Printer Friendly


Enzo Biochem, Inc. (NYSE:ENZ), Farmingdale, N.Y., has received notices of allowances for two patent applications, one in the U.S. covering broad applications in the field of nucleic acid technology and the second in Canada for antisense RNA (genetic antisense).

The U.S. Patent and Trademark Office issued a notice of allowance dealing with an invention that has numerous applications, including nucleic acid detection, quantification and purification, and determining genetic defects and mutations. The U.S. patent is expected to issue this year.

The Canadian patent application covers Enzo's pioneering technology for antisense RNA. The Canadian Intellectual Property Office issued the notice of allowance after a conflict proceeding was resolved in Enzo's favor. The Canadian patent strengthens Enzo's position as the worldwide holder of basic genetic antisense patents, already issued in Europe, Japan and the U.S. A second patent in Europe related to antisense RNA is expected to be issued this year.

"This is good news for Enzo on all counts," said Elazar Rabbani, Ph.D., chairman and CEO of Enzo. "The U.S. patent allowance will further strengthen the company's position in nucleic acid technology, and covers a technology that has already found wide favor in the marketplace. Canada's affirmation of Enzo's rights to our pioneering work in genetic antisense will allow us to move forward with this technology's promising applications, such as the Enzo-sponsored HIV clinical trial now underway in the U.S."

"Today's announcement," added Dr. Rabbani, "further enhances, we believe, the thrust of Enzo's research and development efforts over more than 20 years, the validation for which is growing increasingly evident in the broad array of products we are bringing to market and which other companies under distribution agreements are marketing."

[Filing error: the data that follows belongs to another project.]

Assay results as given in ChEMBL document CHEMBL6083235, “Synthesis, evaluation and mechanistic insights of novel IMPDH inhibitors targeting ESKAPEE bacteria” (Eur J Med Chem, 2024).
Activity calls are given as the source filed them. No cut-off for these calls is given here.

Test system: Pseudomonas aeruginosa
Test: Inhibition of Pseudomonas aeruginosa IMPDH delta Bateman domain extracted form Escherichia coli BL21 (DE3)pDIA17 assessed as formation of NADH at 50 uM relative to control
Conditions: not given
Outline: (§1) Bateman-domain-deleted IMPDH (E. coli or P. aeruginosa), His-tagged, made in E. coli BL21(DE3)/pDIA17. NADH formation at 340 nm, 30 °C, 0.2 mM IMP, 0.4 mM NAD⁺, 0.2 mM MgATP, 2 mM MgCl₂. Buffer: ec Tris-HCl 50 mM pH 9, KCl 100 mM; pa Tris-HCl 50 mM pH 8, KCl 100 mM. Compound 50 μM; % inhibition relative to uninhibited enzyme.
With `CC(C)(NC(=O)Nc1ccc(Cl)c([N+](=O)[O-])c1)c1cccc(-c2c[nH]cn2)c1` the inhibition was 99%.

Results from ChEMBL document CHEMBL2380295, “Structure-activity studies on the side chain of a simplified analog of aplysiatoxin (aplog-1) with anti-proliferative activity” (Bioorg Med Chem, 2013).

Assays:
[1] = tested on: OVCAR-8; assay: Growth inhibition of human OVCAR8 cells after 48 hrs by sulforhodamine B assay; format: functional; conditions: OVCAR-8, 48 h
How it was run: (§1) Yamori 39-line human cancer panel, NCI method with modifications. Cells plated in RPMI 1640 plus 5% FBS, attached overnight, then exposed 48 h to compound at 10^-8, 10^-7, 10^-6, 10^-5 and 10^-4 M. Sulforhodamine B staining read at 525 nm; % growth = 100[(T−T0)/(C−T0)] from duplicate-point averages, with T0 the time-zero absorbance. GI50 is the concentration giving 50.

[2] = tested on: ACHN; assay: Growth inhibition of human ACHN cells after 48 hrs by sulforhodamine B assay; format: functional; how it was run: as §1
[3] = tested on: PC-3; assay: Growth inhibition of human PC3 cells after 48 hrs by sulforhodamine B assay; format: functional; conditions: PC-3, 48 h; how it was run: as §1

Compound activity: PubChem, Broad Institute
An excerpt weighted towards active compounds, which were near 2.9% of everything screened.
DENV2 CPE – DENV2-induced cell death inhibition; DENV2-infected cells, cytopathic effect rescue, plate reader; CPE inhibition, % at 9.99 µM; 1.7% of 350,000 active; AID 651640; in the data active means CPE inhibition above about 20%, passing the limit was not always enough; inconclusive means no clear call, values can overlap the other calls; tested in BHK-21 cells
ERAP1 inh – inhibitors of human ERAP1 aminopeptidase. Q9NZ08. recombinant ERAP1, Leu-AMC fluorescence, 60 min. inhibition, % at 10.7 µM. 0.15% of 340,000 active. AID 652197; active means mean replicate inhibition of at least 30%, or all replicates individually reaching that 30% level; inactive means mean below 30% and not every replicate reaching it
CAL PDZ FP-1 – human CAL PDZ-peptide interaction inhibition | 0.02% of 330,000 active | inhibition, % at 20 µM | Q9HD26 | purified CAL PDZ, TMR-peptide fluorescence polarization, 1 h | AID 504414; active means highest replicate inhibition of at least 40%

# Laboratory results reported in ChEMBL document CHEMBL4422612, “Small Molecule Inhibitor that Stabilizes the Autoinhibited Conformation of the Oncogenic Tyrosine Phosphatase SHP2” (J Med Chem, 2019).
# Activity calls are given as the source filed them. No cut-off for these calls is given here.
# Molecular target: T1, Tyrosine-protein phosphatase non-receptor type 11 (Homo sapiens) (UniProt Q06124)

The allowed U.S. patent application, among other uses, covers compositions and processes for trapping nucleic acid on solid supports, a process used in the majority of nucleic acid probe test now being performed. Enzo already has a large number of patents for labeled nucleic acid probes and for their application. This allowance thus importantly further extends the company's leading position in nucleic acid technology.

The notice of allowance issued by the Canadian Intellectual Property Office is for a patent that covers basic use of antisense RNA in all cells and cellular material (eukaryotic and prokaryotic alike), and broadly covers methods for regulating gene function in all cells using antisense RNA. It extends to antisense polynucleotide constructs and to structures that increase the stability of antisense RNA, as well as non-human organisms containing antisense constructs, among others. The Phase I study of Enzo's HGTV-43 gene medicine for HIV-1 is the most direct application of this technology to date. Favorable preliminary results for this trial, which is being conducted at the University of California, San Francisco, has been reported and Enzo is working on plans for a Phase II clinical study involving antisense that would include AIDS patients.

Enzo Biochem is engaged in the research, development and manufacture of innovative health care products based on molecular biology and genetic engineering techniques, and in providing diagnostic serves to the medical community. The company's has approximately 200 patents worldwide, many of which cover proprietary labeling and detection products for gene sequencing and genetic analysis and are sold to the life science market throughout the world. The company's therapeutic division is conducting two human clinical trials, one for HIV infected patients, and one for patients infected with hepatitis B virus. Other potential future therapeutic applications of Enzo's proprietary technologies are directed towards cholesterol management and the treatment of inflammatory bowel disease, including Crohn's disease and ulcerative colitis. The company also holds a patent covering a method and materials for correcting point mutations or small insertions or deletions of genetic material, which would allow for editing and correcting certain abnormalities in genes.

For more information, call (212)532-3232.
COPYRIGHT 2000 Worldwide Videotex
No portion of this article can be reproduced without the express written permission from the copyright holder.
Copyright 2000, Gale Group. All rights reserved. Gale Group is a Thomson Corporation Company.

Article Details
Printer friendly Cite/link Email Feedback
Publication:Worldwide Biotech
Date:Sep 1, 2000

Related Articles

Terms of use | Privacy policy | Copyright © 2019 Farlex, Inc. | Feedback | For webmasters